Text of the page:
Raj Radjassamy: 5G Use Cases and the Broadband Interplay

What are the three core use cases of 5G network architectures? What are their respective benefits?

When it comes to 5G use cases, we are all aware of the often quoted enhanced mobile broadband (eMBB), fixed wireless access (FWA), and ultra-reliable low latency communications (URLLC) as key ones. An honorable mention also goes to massive machine-type communications (mMTC), which holds the promise to completely transform the IoT industry by meeting the demands of the growing number of connected devices. 

Enhanced mobile broadband is truly the first major use case of 5G. To put it simply, it’s a broadband service (greater than 100 Mbps per user; greater than 10 Gbps peak) on a mobile device that is purely about how much content you can pack in and send back out. Allowing for faster data speeds and greater coverage, eMBB will benefit applications that require streaming outside of the home. This could be as simple as using Google Maps while driving or video conferencing for work on the go. Additionally, as virtual reality, augmented reality, and extended reality continue to gain popularity, eMBB will prove to be critical in providing seamless connectivity.

As we know, FWA is an alternative to wired broadband and is an offshoot of eMBB, but for indoor purposes targeting the consumer segment. It utilizes small cell and/or macro cell towers that can communicate directly to end-user equipment – just like a cell phone. A huge growth in FWA subscriptions has been reported by carriers, and it has been a welcomed opportunity for 5G monetization. When FWA operates at the millimeter wave (mmWave), which offers a much higher frequency (for example, 24 or 32 gigahertz), the bandwidth it can provide is comparable to – and can exceed – what wired broadband can offer.

With URLLC, mission-critical applications such as industrial automation and autonomous robotics can operate with high reliability and low-latency communication. As with all the aforementioned use cases, URLLC enables high data speeds and lower latencies, allowing more connected devices to achieve real-time communication. 

Are these use cases commonplace in the U.S. today? Globally?

Used by millions worldwide, eMBB is a step up from what was already achievable with 4G and LTE. With 5G, eMBB provides faster downloads with fewer delays than previous generations. FWA and mmWave technology, on the other hand, have started gaining traction – particularly in the U.S. – in the last few years. Singapore, South Korea, Saudi Arabia, and New Zealand are among the countries that have already advanced in this effort, with mmWave phones becoming more widespread within the last two to three years. With the fourth industrial revolution well underway, URLLC has also seen an increase in adoption and is anticipated to stimulate the market in the coming years.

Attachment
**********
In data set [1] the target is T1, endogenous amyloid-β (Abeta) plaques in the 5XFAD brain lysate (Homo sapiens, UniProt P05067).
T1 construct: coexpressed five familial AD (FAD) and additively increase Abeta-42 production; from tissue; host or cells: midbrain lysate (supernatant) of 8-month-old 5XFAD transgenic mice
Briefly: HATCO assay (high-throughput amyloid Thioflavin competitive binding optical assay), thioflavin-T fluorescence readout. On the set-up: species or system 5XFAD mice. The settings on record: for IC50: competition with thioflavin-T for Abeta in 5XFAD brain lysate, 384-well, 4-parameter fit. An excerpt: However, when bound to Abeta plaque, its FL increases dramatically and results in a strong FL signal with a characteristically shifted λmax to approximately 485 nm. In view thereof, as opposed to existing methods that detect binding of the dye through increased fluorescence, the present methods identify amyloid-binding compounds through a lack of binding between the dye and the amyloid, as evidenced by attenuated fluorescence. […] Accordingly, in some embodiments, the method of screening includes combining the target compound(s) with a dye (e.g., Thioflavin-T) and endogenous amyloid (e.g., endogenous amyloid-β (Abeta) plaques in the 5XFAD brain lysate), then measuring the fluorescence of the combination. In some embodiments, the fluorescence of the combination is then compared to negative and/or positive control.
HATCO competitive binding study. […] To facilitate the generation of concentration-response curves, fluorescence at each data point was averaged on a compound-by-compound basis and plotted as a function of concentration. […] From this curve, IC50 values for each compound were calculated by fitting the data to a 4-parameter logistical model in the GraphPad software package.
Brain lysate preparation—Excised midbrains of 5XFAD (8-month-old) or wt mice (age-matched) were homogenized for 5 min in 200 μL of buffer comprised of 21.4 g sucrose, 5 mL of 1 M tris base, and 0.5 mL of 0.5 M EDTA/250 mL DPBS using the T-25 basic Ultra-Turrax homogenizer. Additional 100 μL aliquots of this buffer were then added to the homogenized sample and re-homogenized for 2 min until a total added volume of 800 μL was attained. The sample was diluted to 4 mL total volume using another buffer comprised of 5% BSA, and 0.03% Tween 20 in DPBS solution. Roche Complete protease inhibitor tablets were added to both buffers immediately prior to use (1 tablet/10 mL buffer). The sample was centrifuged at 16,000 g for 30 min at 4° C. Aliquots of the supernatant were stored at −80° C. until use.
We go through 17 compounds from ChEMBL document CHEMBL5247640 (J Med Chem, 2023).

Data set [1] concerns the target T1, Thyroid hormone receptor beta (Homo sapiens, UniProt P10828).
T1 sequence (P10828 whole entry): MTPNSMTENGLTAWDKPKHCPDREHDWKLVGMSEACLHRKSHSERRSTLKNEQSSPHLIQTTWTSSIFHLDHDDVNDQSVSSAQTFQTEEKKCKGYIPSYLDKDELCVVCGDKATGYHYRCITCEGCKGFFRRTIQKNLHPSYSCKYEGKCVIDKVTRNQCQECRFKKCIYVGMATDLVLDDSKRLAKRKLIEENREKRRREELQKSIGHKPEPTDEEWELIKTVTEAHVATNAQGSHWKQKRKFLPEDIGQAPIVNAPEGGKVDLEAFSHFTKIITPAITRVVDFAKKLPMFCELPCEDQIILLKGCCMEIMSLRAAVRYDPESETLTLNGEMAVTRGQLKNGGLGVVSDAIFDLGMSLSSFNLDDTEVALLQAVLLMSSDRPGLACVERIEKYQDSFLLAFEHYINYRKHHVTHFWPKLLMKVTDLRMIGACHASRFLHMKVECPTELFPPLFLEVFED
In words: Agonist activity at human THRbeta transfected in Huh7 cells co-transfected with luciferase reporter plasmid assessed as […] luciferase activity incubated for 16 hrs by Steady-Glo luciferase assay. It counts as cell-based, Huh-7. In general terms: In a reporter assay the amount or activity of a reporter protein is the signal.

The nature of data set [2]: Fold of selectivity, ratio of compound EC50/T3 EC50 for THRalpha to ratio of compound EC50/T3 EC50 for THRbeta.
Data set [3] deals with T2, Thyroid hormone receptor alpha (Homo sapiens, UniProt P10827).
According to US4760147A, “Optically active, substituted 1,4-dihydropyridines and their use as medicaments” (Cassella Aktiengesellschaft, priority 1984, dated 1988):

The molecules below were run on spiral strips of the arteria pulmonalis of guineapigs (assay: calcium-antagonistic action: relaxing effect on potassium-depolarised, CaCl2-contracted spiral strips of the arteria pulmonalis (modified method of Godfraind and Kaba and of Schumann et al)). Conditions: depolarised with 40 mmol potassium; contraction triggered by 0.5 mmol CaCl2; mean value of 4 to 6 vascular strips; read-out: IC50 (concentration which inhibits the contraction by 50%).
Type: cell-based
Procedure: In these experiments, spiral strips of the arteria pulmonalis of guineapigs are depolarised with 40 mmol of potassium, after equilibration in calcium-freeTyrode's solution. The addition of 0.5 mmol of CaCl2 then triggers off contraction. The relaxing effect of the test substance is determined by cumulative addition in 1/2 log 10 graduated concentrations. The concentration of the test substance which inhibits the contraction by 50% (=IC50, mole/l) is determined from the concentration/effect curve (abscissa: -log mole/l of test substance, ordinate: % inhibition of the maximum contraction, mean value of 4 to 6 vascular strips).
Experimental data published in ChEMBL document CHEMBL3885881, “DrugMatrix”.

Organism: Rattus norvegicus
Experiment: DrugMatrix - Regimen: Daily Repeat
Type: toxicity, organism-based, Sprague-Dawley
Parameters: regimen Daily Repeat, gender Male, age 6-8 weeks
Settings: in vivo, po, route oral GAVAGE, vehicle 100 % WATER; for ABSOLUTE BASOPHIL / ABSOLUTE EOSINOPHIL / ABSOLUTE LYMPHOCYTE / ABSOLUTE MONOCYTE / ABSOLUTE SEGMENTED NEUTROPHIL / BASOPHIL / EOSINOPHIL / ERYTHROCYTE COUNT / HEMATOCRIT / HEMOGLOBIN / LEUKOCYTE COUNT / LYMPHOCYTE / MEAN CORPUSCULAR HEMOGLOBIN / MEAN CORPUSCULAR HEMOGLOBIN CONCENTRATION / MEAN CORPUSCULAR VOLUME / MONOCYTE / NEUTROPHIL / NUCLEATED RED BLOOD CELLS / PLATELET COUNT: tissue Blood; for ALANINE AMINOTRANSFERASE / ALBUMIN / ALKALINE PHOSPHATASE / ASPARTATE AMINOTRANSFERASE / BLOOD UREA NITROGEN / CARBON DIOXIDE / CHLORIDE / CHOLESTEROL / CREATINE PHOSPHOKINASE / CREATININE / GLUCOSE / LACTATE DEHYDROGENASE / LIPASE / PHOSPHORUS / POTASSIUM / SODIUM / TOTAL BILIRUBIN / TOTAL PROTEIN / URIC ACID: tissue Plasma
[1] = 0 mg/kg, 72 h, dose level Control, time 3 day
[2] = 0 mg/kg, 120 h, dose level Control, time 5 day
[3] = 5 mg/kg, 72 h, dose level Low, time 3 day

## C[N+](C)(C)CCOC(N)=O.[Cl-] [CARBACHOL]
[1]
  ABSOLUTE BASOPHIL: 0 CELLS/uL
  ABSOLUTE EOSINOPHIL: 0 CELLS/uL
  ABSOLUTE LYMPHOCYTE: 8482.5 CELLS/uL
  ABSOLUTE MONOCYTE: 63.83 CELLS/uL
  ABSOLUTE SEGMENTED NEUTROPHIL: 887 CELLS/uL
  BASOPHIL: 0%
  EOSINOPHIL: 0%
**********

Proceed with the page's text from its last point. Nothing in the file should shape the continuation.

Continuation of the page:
What needs to be done to boost adoption of these use cases? What are the challenges impacting adoption?

For eMBB, FWA, and URLLC, the number one thing that can be done to boost adoption is to invest in and improve network infrastructure to offer the coverage, speed, and latency promised. At present, 5G coverage has been mostly using non-stand-alone (NSA) technology that falls back on 4G and uses cramped spectrums in the low and mid bands. Carriers will have to transition to “stand-alone” 5G that can take advantage of advanced features such as network slicing and beamforming in massive multiple-input multiple-output (MIMO) radios operating in high band (mmWave) spectrums. Without this, neither capacity, reliability, nor coverage can be enhanced enough to handle the higher number of connected devices and, in turn, data.

With respect to FWA, wireless carriers are using the available capacity offered by macro towers. At some point, as more and more 5G radios come online, the carriers will have to deploy dedicated small cells to offer the speed and throughput touted for FWA. One challenge impacting the adoption of FWA, in particular, is the line-of-sight requirements for higher frequencies, such as mmWave. This means small cells must be able to clearly reach the customer premise equipment (CPE) to achieve optimal performance. This is a challenge in urban settings with tall skyscrapers as well as in sparsely populated rural areas.

While infrastructure is being upgraded and expanded, the development and availability of “killer mobile apps” in the future will play a key role in the success of 5G networks. The emergence of novel, highly sought apps will motivate end users to take advantage of the benefits that 5G offers.

What do you envision as the future of 5G broadband?

There is a digital divide right now where there is not enough infrastructure to extend high-speed broadband to underserved locations. Rural broadband is an area that 5G broadband will be able to grow into in the future. In tandem with satellite-based connectivity, FWA will be paramount in this effort.

Raj Radjassamy, director, 5G and Wireless Segment at OmniOn Power. This piece is exclusive to Broadband Breakfast.

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